Fines of $ 500 for waste of water despite recent rainfall

The California State Water Resources Control Board (SWRCB) has passed water restrictions that include potential fines of $ 500, warning that the state is not free of a two-year drought despite heavy rains and record-breaking snowfall in December.

That restrictions is as follows:

(A) Use of drinking water for outdoor landscapes in a manner that causes more than random runoff so that the water flows into adjacent property, non-irrigated areas, private and public walkways, roads, parking lots or structures;
(B) Use of a hose which discharges water for washing a motor vehicle, except where the hose is fitted with a shut-off nozzle or a device attached to it which causes it to immediately stop draining water when not in use ;

(C) Use of drinking water for washing sidewalks, driveways, buildings, structures, terraces, car parks or other hard surfaces, except in cases where health and safety are endangered;
(D) Use of drinking water for street cleaning or construction purposes, unless other methods can be used to protect the health and safety of the public;
(E) The use of drinking water for decorative fountains or filling or topping of decorative lakes or ponds, with the exception of those decorative fountains, lakes or ponds which use pumps to recirculate water and require refilling only to replace evaporation losses;
(F) Use of water to irrigate turf and ornamental landscapes during and within 48 hours after measurable rainfall of at least a quarter of an inch of rain. In determining whether measurable rainfall of at least a quarter of an inch of rain occurred in a given area, enforcement may be based on records from the National Weather Service, the nearest CIMIS station to the package, or any other reliable source of rainfall data available for the unit responsible for enforcing this subdivision; and
(G) Use of drinking water for irrigation of turf on public street centers or publicly owned or maintained landscaped areas between the street and the sidewalk.

That Los Angeles Times added:

The rules apply nationwide, and there are no exceptions for golf courses and other recreational facilities, said Jackie Carpenter, director of media relations for the state water board. There is a general dispensation in the rules for water that are necessary for public health and safety.

Violators can be fined up to $ 500. The temporary rules, which will apply for one year, are similar to measures taken during the most recent severe drought from 2012 to 2016. The rules also cut homeowners’ associations from fining residents who cut back on watering their lawns or other landscaping.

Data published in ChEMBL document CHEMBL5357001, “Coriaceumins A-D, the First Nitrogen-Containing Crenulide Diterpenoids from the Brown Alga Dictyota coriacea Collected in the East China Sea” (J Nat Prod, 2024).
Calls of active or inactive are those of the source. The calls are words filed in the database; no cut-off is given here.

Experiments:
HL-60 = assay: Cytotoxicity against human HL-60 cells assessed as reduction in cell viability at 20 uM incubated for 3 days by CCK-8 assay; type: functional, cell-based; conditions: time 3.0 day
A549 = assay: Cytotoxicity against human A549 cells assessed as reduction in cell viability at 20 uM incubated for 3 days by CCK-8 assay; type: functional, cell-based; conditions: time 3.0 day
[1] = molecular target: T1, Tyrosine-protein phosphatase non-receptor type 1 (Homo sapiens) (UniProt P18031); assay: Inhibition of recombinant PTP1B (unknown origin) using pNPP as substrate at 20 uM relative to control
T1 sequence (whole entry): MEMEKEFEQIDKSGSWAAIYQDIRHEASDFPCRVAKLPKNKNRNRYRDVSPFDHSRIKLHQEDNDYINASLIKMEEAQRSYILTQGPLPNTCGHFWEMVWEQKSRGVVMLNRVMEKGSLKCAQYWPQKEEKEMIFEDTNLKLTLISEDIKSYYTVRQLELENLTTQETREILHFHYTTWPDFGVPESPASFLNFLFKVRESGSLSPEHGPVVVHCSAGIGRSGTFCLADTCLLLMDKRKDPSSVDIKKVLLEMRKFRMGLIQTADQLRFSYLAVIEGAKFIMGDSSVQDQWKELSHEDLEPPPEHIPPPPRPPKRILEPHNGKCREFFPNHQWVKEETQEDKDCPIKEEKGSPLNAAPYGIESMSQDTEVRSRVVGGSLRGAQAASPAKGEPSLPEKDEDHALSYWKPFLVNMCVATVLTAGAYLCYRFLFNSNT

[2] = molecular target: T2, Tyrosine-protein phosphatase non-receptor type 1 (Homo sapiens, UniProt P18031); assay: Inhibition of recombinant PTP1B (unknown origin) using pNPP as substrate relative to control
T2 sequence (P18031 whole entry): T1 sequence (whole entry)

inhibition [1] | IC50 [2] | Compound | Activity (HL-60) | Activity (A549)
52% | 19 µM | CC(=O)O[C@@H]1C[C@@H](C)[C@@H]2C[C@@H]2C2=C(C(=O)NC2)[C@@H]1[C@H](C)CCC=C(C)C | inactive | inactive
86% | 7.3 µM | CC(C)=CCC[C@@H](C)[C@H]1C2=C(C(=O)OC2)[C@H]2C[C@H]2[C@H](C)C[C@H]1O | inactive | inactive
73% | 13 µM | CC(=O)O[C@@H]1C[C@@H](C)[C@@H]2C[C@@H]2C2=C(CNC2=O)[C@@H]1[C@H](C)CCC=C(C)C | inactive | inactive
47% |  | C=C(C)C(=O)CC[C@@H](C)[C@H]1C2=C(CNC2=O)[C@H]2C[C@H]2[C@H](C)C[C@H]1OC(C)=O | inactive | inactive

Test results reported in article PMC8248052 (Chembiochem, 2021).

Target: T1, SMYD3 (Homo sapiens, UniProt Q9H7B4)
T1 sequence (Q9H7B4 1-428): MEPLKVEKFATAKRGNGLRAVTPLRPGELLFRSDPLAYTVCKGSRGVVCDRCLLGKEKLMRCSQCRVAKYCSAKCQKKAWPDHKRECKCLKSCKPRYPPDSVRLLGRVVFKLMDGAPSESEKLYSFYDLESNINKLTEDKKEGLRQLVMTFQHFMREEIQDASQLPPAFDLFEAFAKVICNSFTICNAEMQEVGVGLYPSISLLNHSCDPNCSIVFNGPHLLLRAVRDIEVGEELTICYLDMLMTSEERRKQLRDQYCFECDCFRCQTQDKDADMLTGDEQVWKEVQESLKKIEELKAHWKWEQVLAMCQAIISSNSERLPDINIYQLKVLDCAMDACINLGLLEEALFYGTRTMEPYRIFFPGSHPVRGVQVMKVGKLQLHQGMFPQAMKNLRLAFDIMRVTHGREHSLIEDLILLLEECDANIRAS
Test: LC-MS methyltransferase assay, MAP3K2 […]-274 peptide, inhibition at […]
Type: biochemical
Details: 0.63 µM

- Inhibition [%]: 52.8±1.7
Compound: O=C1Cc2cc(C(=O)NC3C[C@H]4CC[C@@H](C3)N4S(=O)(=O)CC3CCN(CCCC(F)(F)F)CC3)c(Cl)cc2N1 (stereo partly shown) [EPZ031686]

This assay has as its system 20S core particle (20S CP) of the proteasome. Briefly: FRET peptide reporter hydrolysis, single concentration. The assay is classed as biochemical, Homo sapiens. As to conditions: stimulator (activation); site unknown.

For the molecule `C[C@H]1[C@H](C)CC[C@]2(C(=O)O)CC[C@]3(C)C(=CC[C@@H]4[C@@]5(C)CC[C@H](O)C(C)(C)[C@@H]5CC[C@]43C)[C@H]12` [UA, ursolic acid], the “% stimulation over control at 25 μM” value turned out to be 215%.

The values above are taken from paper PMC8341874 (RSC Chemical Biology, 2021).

California recently experienced heavy snowfall, breaking the December record in the Sierra Nevada mountains, and promising new water to the state as the snow package melts. Tens of thousands of people in the mountains are still struggling without power, thanks to the intensity of the snow during the holidays. CalMatters noted, however, that the state’s drought is not over yet:

California’s drought is not over despite a lot of snowfall and rain over the past month: California’s snow package – a critical source of water – is 150% of the average to January 4th. But with three months left of the wet season, it is not enough to bring the severe drought and water shortage to life.

California still needs about a foot of snowpack in late March to reach its historic season average, according to state data. Nearly 16 inches had accumulated Today.

The amount of water now stored is actually worse than last year at this point: State reservoirs in December were expected to contain about 78% of the average – compared to about 82% in 2020.

Unfortunately, the weather forecast for the rest of the winter remains dry as the world experiences La Niña conditions.

The good news is that Lake Oroville has got up 89 feet since the recent storms, allowing the dam’s hydroelectric power plant, which shut down in August, to reopen on a limited basis. Hydropower accounts for 10% of California’s consumption.

Joel B. Pollak is Senior Editor-at-Large at Breitbart News and hosts Breitbart News Sunday at the Sirius XM Patriot Sunday night from 7pm to 10pm ET (4pm to 7pm PT). He is the author of the latest e-book, Neither free nor fair: The 2020 US presidential election. His latest book, RED NOVEMBER, tells the story of the 2020 Democratic presidential election from a conservative perspective. He is a winner of the 2018 Robert Novak Journalism Alumni Fellowship. Follow him on Twitter at @joelpollak.

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